Minimalism.Space.Light.Object.

February 14, 2019
John McCracken, 'Red Plank' (1967)

Singapore’s National Gallery is in that honeymoon phase the National Gallery of Australia enjoyed in its early days. Inaugural director, Eugene Tan, has encouraged his curators to set the agenda, resulting in a highly original series of exhibitions exploring the art of South-East Asia and its relationship to the rest of the world. The Gallery has also been busy forging alliances with other instititutions. Last year, for instance, a retrospective of Malaysian artist, Latiff Mohidin, travelled to the Centre Pompidou in Paris.

One hopes the curators make the most of their opportunities because in time governments have a tendency to reel in their largesse and start focusing on attendance figures rather than the quality of exhibitions. This happened in Japan when a boom economy began to fizzle in the 1990s, and it has also happened in Australia, with the pernicious “efficiency dividends” that have chipped away at art museum budgets. (If Labor wanted to make a positive gesture towards the arts it should scrap these deceitful imposts.)

There’s a palpable sense of excitement about the exhibition, Minimalism.Space.Light.Object. organised by Tan and Russell Storer. It’s a landmark for the gallery, and not just because it’s being co-hosted with the innovative ArtScience Museum, which is worth a visit on any day.

Dan Flavin, ‘”monument” for V.Tatlin’ (1966)

This may not be the first time Asian artists have featured in surveys of minimalist art, but never have they been given such prominence. Neither has there been a show that has gone to such lengths to drawn connections between minimalism, eastern religion and philosophy, or between art and science. It features 150 works by artists from all over the world, including celebrated American minimalists Donald Judd, Carl Andre, Sol LeWitt, Richard Serra, Frank Stella, Dan Flavin and Robert Morris. There are also pieces by notable Asian artists such as Ai Weiwei, Tatsuo Miyajima, Yayoi Kusama and Lee Ufan. The more enterprising inclusions are by figures such as Sopheap Pich of Cambodia, David Medalla of the Philippines, Tang Da Wu of Singapore and even Peter Kennedy of Australia.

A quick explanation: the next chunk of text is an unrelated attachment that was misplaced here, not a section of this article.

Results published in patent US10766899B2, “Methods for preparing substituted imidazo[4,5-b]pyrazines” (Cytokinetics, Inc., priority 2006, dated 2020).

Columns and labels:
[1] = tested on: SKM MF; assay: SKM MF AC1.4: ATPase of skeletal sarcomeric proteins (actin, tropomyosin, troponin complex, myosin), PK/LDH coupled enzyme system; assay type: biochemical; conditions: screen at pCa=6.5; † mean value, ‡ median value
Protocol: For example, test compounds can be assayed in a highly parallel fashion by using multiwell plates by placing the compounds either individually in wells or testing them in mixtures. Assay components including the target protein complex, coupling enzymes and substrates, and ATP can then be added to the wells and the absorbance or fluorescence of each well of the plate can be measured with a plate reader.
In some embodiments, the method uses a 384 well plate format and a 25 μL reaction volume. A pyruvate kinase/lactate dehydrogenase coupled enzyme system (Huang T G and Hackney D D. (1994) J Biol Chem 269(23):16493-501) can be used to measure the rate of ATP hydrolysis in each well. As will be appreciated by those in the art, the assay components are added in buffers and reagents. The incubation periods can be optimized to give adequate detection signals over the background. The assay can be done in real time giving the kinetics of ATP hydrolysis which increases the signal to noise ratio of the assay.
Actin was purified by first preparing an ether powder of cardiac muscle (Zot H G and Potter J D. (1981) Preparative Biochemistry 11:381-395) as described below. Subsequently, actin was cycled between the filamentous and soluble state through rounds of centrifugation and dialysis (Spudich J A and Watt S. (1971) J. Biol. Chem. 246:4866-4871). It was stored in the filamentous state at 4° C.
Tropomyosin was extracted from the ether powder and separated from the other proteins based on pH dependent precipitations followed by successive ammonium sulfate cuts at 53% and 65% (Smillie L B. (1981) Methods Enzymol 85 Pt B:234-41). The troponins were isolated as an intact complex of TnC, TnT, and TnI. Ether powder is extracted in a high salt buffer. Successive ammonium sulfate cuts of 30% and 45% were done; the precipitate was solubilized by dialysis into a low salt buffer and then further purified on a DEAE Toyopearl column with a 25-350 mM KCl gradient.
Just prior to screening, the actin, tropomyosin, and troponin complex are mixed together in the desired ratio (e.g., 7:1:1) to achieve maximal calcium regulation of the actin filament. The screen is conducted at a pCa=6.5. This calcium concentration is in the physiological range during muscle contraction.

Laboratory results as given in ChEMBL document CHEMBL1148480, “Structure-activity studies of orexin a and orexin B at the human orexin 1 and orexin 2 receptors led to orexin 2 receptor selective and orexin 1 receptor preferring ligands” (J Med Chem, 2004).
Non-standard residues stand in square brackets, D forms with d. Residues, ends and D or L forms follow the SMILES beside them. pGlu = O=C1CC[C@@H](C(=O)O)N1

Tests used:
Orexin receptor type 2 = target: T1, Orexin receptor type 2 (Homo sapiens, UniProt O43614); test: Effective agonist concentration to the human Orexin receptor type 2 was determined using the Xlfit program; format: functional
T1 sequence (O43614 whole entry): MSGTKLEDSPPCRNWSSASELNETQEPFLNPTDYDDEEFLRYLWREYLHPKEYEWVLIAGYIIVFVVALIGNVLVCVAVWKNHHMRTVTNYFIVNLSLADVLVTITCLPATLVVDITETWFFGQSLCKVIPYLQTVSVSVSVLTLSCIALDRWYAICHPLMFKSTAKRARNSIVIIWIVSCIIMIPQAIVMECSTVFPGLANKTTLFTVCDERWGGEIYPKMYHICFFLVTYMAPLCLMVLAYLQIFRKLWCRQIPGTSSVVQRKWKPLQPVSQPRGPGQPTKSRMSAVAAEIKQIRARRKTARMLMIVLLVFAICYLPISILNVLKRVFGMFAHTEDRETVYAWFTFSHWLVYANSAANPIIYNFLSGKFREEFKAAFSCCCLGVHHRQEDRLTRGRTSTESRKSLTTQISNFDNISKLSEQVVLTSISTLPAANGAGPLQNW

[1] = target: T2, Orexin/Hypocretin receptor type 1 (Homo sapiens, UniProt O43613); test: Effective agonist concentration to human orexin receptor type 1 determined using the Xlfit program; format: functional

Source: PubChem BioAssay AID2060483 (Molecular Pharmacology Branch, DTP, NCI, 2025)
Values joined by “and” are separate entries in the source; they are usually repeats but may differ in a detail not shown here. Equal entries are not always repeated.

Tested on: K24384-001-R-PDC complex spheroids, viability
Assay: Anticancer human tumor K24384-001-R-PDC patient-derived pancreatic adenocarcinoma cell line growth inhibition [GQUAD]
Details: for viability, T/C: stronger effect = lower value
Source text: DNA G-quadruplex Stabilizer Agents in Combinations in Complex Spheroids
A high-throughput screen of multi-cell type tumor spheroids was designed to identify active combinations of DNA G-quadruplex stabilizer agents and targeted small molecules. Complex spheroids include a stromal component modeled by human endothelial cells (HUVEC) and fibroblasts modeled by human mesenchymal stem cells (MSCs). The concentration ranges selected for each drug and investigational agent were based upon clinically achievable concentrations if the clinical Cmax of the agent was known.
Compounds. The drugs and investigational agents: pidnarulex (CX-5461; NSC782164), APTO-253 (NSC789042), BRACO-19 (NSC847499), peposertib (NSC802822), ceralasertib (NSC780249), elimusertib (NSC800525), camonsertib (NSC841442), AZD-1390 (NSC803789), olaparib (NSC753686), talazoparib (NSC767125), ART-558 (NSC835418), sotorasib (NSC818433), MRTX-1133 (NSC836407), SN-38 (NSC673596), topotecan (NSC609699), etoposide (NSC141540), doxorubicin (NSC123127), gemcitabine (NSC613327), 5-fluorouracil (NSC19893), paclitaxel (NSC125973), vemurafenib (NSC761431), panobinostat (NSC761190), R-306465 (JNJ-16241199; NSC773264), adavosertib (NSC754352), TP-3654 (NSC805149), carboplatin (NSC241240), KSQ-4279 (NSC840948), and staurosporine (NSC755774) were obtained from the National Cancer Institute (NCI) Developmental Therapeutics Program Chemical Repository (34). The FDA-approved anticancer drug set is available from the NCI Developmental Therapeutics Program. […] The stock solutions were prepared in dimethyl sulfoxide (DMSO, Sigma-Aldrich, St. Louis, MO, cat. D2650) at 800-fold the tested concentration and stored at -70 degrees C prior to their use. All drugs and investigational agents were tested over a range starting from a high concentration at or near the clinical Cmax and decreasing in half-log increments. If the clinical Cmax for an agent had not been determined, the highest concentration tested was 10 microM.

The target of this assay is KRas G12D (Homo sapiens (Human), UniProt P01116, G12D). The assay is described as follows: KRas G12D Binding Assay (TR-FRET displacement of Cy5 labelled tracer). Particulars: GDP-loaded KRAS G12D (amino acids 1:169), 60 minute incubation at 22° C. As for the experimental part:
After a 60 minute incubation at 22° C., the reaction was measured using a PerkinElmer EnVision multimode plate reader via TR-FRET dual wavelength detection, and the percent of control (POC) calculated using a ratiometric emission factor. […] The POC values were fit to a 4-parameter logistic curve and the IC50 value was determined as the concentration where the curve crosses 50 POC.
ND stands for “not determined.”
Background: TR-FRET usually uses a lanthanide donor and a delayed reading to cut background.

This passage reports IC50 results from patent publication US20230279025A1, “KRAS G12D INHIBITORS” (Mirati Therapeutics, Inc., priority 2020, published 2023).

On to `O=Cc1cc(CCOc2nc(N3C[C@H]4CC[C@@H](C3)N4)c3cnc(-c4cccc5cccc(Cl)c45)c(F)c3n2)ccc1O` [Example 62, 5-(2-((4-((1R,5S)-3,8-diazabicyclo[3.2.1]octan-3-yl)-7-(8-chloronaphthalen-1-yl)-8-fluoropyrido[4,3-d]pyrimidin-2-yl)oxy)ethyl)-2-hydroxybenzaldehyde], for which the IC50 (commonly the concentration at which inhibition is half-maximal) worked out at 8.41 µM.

Minimalism is a movement that seems to look fresher as it grows older. When the first examples of so-called minimalist art appeared in the 1960s they were considered the (very) thin end of the avant-garde wedge. Today those same pieces have become museum classics. Over the past 50 years minimalism has taken on an historical dimension even as it continues to exert a powerful shaping influence on our culture. It inspires feelings of nostalgia, but also exists within a perpetual now.

Sopheap Pich, ‘Cargo’ (2018)

Of all modern tendencies, minimalism allows the most room to move, because it was never a movement or school. The Futurists, Expressionists and Surrealists formed close-knit groups and issued manifestos. Minimalism didn’t even have a name, let alone a leader such as Marinetti or Breton.

It’s often said that Primary Structures, held at the Jewish Museum, New York, in 1966, was the show that introduced Minimal Art to the world. Donald Judd, who was included in that show with his plain boxes, disliked the “minimalist” label. As the closest thing minimalism had to a spokesman, Judd preferred the phrase “specific objects” referring to work that was neither painting nor sculpture, while incorporating elements of both.

Donald Judd, ‘Untitled (six boxes)’, (1974)